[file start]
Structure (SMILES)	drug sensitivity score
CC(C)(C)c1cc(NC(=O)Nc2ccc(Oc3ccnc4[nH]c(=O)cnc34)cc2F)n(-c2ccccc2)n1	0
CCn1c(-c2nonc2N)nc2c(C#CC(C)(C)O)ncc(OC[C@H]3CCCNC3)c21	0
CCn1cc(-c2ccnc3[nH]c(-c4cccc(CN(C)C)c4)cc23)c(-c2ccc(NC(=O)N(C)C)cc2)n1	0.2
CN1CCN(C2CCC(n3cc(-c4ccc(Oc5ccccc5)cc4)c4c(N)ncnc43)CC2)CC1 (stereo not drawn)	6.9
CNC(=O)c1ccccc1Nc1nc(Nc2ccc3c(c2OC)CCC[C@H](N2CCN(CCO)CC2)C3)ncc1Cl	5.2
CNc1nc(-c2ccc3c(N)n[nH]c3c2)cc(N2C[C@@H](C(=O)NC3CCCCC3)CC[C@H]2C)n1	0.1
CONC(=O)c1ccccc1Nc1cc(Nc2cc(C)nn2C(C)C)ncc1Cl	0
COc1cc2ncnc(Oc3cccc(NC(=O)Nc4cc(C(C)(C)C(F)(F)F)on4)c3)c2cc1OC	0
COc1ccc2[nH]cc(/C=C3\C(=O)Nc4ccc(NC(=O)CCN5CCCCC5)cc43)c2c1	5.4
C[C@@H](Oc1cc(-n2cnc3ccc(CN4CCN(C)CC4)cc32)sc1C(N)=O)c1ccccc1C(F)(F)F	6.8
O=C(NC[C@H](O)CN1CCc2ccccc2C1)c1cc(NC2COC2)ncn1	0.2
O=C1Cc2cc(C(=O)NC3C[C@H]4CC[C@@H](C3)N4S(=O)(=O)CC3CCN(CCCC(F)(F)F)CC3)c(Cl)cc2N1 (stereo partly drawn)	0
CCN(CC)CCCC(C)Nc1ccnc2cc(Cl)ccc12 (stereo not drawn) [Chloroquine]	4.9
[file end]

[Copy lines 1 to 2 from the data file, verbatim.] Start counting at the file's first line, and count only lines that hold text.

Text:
Structure (SMILES)	drug sensitivity score
CC(C)(C)c1cc(NC(=O)Nc2ccc(Oc3ccnc4[nH]c(=O)cnc34)cc2F)n(-c2ccccc2)n1	0